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Richmond condo owners ordered to pay $120,000 - after a $7,500 lien

Jasar Ajvazi caused all kinds of problems during the three-year dispute and made claims of racism and harassment
Owners of a condo inside this complex on Buswell Street in central Richmond are $120,000 lighter, after a dispute over a $7,500 lien

The owners of a Richmond city centre condo have been ordered to pay their former strata more than $120,000 in legal and sale enforcement costs – after a battle over a $7,500 lien.

Jasar Ajvazi and Helen Marie Price owned the apartment in the three-storey strata complex at 6560 Buswell Street, close to No. 3 and Cook roads.

For reasons unclear in B.C. Supreme Court documents, the strata filed a lien for around $7,500 against the unit in September 2019 and, in November 2021, after a catalogue of litigation – amid claims by Ajvazi of racism, perjury and harassment - the strata enforced the lien through a court-ordered sale of the unit.

The condo was eventually sold via the court for around $350,000, but not before a bailiff had to be called in to take possession of the unit, after Ajvazi – the only known occupant of the condo – refused to vacate it.

The strata, represented by its manager, Century 21 Prudential Estates, had wanted costs totalling $133,826.76, of which $110,782.84 were actual legal fees run up during a disturbing two-year debacle, where Ajvazi made all kinds of unfounded accusations against the strata management company and its lawyers.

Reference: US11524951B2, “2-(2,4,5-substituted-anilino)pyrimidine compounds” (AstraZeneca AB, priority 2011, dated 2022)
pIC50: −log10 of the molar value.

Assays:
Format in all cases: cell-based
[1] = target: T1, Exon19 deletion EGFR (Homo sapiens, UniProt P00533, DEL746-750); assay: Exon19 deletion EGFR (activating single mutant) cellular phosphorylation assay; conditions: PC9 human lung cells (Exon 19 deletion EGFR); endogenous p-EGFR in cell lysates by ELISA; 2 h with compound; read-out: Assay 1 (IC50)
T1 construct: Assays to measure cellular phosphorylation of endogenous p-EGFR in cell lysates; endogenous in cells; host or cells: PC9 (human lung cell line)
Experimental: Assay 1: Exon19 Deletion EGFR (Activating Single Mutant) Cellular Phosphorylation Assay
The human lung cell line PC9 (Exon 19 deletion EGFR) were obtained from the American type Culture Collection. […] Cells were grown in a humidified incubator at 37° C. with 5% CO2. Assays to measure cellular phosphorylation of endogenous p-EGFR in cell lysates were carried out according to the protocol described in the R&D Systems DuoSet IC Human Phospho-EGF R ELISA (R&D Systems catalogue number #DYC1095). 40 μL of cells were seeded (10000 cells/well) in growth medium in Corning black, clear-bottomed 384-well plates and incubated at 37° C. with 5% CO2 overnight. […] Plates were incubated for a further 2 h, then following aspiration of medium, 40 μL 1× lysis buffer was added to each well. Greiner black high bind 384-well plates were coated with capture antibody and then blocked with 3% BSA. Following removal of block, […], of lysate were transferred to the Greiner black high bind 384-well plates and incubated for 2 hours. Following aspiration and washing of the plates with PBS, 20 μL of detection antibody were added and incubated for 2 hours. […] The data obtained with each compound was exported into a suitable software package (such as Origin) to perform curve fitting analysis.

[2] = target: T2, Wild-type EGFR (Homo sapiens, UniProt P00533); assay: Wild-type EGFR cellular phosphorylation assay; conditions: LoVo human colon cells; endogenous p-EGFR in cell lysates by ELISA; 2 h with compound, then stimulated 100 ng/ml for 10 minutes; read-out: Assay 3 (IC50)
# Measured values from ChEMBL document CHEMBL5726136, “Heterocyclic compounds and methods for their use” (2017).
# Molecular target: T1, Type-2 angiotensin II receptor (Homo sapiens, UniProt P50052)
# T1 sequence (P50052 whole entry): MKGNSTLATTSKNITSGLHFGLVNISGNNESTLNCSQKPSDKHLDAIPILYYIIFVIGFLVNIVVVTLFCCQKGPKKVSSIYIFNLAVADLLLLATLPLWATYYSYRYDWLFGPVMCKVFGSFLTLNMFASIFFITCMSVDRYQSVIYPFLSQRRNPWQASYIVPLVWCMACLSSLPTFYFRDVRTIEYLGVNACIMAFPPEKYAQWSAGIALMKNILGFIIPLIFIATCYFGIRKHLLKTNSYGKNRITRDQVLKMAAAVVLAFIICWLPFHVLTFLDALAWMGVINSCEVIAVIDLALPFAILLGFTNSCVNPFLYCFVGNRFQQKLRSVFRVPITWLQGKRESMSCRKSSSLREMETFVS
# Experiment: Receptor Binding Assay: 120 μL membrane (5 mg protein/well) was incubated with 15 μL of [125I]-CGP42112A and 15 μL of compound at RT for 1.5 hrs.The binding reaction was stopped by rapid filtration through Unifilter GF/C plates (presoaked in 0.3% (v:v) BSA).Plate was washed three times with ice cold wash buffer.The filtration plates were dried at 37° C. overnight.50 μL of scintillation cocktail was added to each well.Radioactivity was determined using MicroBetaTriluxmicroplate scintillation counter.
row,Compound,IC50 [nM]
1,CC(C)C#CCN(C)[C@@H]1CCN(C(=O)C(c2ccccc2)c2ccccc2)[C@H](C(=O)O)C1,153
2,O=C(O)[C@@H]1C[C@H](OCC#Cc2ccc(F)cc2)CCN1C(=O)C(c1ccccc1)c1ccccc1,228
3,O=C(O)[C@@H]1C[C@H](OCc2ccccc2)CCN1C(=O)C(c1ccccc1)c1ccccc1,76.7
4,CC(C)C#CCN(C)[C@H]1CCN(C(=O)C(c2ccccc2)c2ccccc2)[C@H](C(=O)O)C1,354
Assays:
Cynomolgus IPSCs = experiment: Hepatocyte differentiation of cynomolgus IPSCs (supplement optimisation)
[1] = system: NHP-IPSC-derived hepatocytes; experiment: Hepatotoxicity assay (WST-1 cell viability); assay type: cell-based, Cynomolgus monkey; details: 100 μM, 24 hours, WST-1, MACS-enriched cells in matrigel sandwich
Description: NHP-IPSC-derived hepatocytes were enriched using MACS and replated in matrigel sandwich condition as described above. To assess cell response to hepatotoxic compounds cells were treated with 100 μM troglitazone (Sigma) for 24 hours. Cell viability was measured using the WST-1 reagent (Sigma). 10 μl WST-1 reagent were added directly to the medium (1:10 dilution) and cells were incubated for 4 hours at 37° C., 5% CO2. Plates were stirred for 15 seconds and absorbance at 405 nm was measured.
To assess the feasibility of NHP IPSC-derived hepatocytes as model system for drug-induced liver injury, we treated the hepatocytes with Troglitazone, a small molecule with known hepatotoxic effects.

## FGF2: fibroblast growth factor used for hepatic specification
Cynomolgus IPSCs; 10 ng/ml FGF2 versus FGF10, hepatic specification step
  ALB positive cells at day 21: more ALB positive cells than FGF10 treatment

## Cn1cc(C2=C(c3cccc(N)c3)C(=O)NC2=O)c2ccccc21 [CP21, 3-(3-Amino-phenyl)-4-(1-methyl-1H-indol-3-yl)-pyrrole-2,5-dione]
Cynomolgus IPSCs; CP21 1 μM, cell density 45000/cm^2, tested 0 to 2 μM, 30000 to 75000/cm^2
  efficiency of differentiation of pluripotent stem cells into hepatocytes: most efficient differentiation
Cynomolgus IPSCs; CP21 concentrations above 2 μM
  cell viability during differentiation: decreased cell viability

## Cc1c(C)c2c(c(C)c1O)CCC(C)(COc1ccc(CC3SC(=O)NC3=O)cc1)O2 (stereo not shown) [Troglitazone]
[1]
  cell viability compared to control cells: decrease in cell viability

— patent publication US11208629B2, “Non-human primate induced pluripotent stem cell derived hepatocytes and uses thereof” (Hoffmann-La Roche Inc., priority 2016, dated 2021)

At one point, according to court documents, a lawyer from the strata’s legal firm, Wilson McCormack Law Group, had to file a complaint to the police, alleging, among other things, threats of sexual harassment and violence.

Condo owner faked strata owners meeting

Ajvazi even faked notification of a special meeting of strata owners and walked out of a B.C. Supreme Court hearing in May of this year, accusing the court registrar of racism and bias.

Ultimately, the supreme court registrar ruled that the strata was entitle to around $95,000 in legal costs and another $25,000 for special costs.

In the court documents, the strata acknowledged that the costs it sought “are high (they exceed the amount found to be reasonable in other cases.”

But, because of the protracted enforcement proceedings and the continued actions of Ajvazi and his unwillingness to accept the court’s decisions, it felt the costs were not excessive.

Indeed, the court’s registrar noted that Ajvazi’s conduct in court “illustrates the challenges the Strata Corporation faced in enforcing the Lien.

“While in attendance, Mr. Ajvazi was disruptive and disrespectful to the Court and to the Strata Corporation’s counsel, frequently interrupting to object to the submissions and evidence, as well as to the Court’s directions.

“When I advised Mr. Ajvazi that his conduct was disrespectful of the Court, he accused me of being racist, disrespectful and bullying.

“He alleged that I had threatened him and scared him, and that his human rights were being violated.”

Condo owner filed complaints against lawyers, managers and strata council

Throughout the lien enforcement proceedings, Ajvazi repeatedly levelled similar allegations against the strata corporation’s counsel, strata council members and management staff, as well as filing complaints with the Law Society of BC and the BC Human Rights Tribunal.

In the middle of the two-year battle, Ajvazi even briefly employed Hong Guo, of the Richmond-based Hong Guo Corporation, to negotiate with the strata and its lawyers.

However, Guo, who is currently suspended by the Law Society of BC for a catalogue of professional misconducts, dropped Ajvazi as a client after a few months.

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